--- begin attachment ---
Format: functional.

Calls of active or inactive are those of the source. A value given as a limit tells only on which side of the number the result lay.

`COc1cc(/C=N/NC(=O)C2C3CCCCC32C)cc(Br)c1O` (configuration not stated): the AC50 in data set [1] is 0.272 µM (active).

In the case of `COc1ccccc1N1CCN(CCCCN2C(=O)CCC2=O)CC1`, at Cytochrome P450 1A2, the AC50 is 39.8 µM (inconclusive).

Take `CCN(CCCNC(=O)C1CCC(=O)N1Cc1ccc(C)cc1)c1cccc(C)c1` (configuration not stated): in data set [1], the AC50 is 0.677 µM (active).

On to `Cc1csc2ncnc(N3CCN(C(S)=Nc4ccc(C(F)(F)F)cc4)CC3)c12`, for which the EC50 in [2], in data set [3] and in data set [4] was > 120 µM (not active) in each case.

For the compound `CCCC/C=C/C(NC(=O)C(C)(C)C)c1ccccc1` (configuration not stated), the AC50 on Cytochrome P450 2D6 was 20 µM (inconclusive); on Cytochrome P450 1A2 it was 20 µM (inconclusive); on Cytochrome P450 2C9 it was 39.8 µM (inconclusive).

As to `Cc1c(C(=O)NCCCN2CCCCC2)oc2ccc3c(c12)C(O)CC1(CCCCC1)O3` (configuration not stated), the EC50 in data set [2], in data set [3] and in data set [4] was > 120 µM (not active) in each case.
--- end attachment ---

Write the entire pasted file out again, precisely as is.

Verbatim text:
Format: functional.

Calls of active or inactive are those of the source. A value given as a limit tells only on which side of the number the result lay.

`COc1cc(/C=N/NC(=O)C2C3CCCCC32C)cc(Br)c1O` (configuration not stated): the AC50 in data set [1] is 0.272 µM (active).

In the case of `COc1ccccc1N1CCN(CCCCN2C(=O)CCC2=O)CC1`, at Cytochrome P450 1A2, the AC50 is 39.8 µM (inconclusive).

Take `CCN(CCCNC(=O)C1CCC(=O)N1Cc1ccc(C)cc1)c1cccc(C)c1` (configuration not stated): in data set [1], the AC50 is 0.677 µM (active).

On to `Cc1csc2ncnc(N3CCN(C(S)=Nc4ccc(C(F)(F)F)cc4)CC3)c12`, for which the EC50 in [2], in data set [3] and in data set [4] was > 120 µM (not active) in each case.

For the compound `CCCC/C=C/C(NC(=O)C(C)(C)C)c1ccccc1` (configuration not stated), the AC50 on Cytochrome P450 2D6 was 20 µM (inconclusive); on Cytochrome P450 1A2 it was 20 µM (inconclusive); on Cytochrome P450 2C9 it was 39.8 µM (inconclusive).

As to `Cc1c(C(=O)NCCCN2CCCCC2)oc2ccc3c(c12)C(O)CC1(CCCCC1)O3` (configuration not stated), the EC50 in data set [2], in data set [3] and in data set [4] was > 120 µM (not active) in each case.